Our Daintree Christmas-tree is traditionally a living tree well established in a pot. Of course this means that we have trees of varying sizes but this is half the fun. Ficus benjamina, a well known native fig, is often a popular choice as they survive so well in pots. One of our very favourite Ficus benjamina started life here doing its duty in a pot for several years but since it was planted out approximately 20 years ago it has ‘hit its straps’ and turned into a magnificent specimen which often fruits three times in a year. The fruit of this fig are popular with a large number of bird species; but for the last two weeks the dominant species have been Metallic Starling (Aplonis metallica) and Double-eyed Fig-Parrot (Cyclopsitta diophthalma race macleayana).
Metallic Starlings consume the fruit of the fig voraciously as they move continuously through the tree, chattering all the while. In comparison the movement of the Double-eyed Fig-Parrots is unhurried as they walk quietly along branches; this behaviour combined with their cryptic colours make them exceedlingly difficult to locate. Their measured movements reminded us of the Red-cheeked Parrots (Geoffroyus geoffroyi) that we were fortunate to be able to observe during our holiday at Iron Range National Park earlier this year. The male Red-cheeked Parrot who is the most brightly coloured of the pair turned his back on us when he realized he was being observed and as his back was the same shade of green as the foliage he blended perfectly.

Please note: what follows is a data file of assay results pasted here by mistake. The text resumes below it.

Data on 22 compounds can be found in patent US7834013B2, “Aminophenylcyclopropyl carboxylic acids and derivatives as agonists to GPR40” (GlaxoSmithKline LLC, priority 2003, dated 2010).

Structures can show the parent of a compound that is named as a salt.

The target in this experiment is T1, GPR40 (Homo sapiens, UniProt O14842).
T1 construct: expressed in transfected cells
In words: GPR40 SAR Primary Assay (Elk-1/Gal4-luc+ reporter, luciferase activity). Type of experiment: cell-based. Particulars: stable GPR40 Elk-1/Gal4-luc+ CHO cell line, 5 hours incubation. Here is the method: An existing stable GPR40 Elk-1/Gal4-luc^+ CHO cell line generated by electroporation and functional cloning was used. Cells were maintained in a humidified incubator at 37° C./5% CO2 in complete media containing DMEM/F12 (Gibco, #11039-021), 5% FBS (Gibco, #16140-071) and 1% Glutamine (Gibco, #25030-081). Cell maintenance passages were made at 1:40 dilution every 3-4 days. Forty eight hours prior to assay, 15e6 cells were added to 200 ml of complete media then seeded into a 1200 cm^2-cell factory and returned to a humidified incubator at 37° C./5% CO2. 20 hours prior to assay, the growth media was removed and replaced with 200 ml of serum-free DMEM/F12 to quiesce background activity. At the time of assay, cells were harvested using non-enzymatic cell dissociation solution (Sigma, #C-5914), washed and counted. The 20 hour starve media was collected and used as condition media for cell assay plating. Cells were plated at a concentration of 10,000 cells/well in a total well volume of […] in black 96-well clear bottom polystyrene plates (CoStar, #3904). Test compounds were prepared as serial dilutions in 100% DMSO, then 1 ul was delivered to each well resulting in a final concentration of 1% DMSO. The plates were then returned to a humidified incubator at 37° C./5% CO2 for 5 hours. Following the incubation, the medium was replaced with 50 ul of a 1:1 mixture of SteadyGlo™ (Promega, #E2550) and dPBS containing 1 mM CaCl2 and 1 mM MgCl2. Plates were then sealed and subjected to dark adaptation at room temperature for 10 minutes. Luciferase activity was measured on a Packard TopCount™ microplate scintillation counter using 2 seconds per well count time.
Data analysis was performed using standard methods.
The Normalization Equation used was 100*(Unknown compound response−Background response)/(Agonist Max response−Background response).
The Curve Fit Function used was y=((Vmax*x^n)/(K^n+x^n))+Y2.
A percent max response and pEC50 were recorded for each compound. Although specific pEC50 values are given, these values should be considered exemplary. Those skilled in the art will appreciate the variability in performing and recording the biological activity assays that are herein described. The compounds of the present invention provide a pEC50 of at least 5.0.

So back to Double-eyed Fig-Parrot, Australia’s smallest parrot, I have a number of photos where all I can see is an eye looking at the camera and part of a green body! The female doesn’t have the red cheek of the male but she is just as good at keeping her head behind a leaf most of the time. They are quite delightful little birds to observe as they patiently roll the fig fruit around with their tongues in order to extract the seeds which they consume leaving little bits of discarded fruit to drop to the ground. It is often the fruit dropping from a tree which is the first indication of the parrots presence together with some conversational twitters.